Return to Previous Page

Cider-Braised Pork Chops with Apples

Prep Time: 20 minutes
Cook Time: 30 minutes
Servings: 4

Although Fuji apples are a good choice here, you can use any crisp, slightly tart apple that’s available at your local farmers’ market. Braising the spice-coated pork chops in cider enhances the autumnal flavor.

Ingredients:

  • 1 tsp. dried oregano
  • 1/2 tsp. five-spice powder
  • 1/2 tsp. sweet paprika
  • Salt and freshly ground pepper
  • 4 thin boneless center-cut pork loin chops, about 1 lb. (500 g) total
  • 4 tsp. canola oil
  • 1 yellow onion, thinly sliced
  • 1/3 cup (3 fl. oz./80 ml) apple cider
  • 2 Tbs. red wine vinegar
  • 1 Fuji apple, peeled, halved, cored and cut into 8 wedges
  • 1 cup (8 fl. oz./250 ml) chicken broth
  • 1/4 cup (2 fl. oz./60 ml) evaporated milk

Directions:


In a small bowl, stir together the oregano, five-spice powder, paprika, 1/2 tsp. salt and 1/4 tsp. pepper. Coat the pork chops evenly on both sides with the spice mixture. Set the meat on a plate and let stand for 10 minutes.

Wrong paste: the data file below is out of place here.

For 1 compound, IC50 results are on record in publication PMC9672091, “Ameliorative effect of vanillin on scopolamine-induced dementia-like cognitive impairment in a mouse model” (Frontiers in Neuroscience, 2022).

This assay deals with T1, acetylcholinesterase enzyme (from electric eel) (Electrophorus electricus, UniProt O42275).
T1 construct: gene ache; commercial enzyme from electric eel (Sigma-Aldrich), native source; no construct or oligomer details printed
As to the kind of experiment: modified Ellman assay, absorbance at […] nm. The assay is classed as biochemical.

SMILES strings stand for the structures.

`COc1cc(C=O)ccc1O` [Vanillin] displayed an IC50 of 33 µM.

In a large, deep fry pan over medium-high heat, warm 2 tsp. of the oil. Add the onion and sauté until lightly browned, about 5 minutes. Transfer to a plate.

Add the remaining 2 tsp. oil to the pan and return it to medium-high heat. Add the pork chops and sear until lightly browned, about 4 minutes. Turn and brown on the second side, 3 to 4 minutes. Transfer to the plate holding the onion.

Place the pan over medium heat and pour in the cider and vinegar. Stir to scrape up any browned bits on the pan bottom. Return the pork and onion to the pan and arrange the apple wedges on top of the pork. Pour in the broth, cover and simmer until the chops are opaque throughout, about 10 minutes, reducing the heat if the liquid begins to boil.

Transfer the chops, apple wedges and onion to a platter. Pour the milk into the pan, raise the heat to high and boil until the liquid is reduced by one-third, about 5 minutes. Pour the sauce over the chops and serve immediately. Serves 4.

Adapted from Williams-Sonoma One Pot of the Day, by Kate McMillan (Weldon Owen, 2012)